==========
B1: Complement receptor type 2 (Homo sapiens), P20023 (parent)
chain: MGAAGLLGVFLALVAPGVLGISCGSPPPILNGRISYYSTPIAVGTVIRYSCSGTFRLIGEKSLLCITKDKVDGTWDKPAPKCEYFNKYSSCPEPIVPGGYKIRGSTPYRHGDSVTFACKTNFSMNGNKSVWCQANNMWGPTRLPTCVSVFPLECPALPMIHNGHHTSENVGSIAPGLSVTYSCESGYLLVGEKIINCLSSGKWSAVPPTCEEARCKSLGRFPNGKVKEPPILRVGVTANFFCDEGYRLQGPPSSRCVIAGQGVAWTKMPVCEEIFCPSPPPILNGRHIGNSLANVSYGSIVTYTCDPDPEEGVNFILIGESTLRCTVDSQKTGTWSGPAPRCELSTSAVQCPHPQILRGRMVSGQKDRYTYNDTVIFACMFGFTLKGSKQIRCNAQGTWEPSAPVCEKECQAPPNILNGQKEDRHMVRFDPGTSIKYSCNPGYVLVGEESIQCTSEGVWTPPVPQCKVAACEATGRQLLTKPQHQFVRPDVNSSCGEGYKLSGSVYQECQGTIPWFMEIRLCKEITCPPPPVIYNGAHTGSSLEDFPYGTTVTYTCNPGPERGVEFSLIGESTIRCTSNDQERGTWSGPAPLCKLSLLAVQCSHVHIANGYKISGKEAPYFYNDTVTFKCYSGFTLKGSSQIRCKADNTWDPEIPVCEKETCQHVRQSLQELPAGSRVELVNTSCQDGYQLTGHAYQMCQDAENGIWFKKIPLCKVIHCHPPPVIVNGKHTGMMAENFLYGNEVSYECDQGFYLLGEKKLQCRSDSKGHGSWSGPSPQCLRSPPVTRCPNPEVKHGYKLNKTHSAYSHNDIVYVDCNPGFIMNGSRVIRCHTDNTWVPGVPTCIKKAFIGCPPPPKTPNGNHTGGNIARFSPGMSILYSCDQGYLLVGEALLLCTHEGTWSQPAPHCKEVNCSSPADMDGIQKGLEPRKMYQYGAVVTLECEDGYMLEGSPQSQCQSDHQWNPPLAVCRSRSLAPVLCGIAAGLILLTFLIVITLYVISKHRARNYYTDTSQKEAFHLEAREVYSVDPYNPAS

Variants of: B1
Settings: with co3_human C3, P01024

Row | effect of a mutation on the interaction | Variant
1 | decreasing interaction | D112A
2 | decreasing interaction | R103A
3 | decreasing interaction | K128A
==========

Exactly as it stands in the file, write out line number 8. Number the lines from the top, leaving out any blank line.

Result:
3 | decreasing interaction | K128A